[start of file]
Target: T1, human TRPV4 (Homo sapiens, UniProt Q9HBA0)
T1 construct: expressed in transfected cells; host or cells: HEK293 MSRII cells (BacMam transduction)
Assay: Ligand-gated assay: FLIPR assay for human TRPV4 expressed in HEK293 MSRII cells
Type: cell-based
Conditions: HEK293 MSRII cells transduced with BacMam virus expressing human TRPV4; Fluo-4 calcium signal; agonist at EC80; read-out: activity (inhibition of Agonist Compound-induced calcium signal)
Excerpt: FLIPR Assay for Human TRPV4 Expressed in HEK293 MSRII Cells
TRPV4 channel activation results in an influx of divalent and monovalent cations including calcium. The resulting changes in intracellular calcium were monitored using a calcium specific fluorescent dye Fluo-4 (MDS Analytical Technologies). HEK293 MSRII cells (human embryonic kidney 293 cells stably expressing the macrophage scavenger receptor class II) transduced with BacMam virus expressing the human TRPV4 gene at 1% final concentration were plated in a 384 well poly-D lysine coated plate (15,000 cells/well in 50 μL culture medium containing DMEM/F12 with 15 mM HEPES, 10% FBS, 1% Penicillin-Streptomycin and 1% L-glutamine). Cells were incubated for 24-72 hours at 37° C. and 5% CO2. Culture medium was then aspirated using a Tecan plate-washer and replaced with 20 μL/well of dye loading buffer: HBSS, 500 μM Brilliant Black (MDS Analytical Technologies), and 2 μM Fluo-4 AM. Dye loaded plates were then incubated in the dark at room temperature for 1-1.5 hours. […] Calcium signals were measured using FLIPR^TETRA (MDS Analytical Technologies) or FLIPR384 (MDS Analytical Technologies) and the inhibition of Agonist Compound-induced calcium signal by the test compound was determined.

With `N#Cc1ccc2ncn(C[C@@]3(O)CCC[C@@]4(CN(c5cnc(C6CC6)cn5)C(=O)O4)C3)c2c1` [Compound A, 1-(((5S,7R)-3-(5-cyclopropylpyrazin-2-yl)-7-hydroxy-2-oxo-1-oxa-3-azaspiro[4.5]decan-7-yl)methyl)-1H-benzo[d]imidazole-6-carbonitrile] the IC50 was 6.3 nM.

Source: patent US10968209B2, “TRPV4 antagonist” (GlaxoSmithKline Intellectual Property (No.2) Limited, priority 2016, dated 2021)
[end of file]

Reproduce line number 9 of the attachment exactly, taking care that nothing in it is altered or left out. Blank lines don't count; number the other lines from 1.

Source: patent US10968209B2, “TRPV4 antagonist” (GlaxoSmithKline Intellectual Property (No.2) Limited, priority 2016, dated 2021)